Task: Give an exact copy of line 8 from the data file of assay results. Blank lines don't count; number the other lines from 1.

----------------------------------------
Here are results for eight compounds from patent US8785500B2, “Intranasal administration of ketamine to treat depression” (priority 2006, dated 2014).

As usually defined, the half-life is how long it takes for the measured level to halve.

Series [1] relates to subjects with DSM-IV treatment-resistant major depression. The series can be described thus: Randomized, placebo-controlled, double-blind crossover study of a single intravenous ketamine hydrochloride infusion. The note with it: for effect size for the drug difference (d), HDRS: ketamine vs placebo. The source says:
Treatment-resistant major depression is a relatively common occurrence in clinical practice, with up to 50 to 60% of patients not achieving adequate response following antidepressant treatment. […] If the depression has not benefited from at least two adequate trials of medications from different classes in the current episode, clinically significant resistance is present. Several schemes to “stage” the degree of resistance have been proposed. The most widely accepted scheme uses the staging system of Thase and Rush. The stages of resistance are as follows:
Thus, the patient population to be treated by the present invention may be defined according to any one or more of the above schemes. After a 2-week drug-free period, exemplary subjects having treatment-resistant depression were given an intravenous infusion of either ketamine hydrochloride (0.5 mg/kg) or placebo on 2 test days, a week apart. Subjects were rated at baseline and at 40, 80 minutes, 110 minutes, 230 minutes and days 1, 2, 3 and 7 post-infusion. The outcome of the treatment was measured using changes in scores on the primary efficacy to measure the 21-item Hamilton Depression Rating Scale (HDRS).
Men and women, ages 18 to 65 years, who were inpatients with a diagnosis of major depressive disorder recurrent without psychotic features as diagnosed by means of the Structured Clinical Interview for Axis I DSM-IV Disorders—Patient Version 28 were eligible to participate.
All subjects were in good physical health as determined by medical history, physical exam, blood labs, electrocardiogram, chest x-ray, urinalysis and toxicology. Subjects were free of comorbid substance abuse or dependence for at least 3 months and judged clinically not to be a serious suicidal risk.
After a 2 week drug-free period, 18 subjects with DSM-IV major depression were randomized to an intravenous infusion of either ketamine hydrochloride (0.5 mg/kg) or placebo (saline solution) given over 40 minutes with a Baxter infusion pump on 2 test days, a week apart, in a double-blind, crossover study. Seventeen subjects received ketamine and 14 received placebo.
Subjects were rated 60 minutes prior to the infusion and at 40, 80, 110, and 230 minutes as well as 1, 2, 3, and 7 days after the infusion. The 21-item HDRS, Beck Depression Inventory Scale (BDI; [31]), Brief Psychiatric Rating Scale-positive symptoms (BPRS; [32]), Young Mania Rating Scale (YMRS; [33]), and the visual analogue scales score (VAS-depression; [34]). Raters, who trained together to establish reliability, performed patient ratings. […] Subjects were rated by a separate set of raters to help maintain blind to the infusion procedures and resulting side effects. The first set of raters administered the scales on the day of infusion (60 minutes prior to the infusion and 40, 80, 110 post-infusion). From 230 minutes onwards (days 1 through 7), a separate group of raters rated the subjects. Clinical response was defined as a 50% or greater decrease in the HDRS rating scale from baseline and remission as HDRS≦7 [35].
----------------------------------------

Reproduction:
After a 2 week drug-free period, 18 subjects with DSM-IV major depression were randomized to an intravenous infusion of either ketamine hydrochloride (0.5 mg/kg) or placebo (saline solution) given over 40 minutes with a Baxter infusion pump on 2 test days, a week apart, in a double-blind, crossover study. Seventeen subjects received ketamine and 14 received placebo.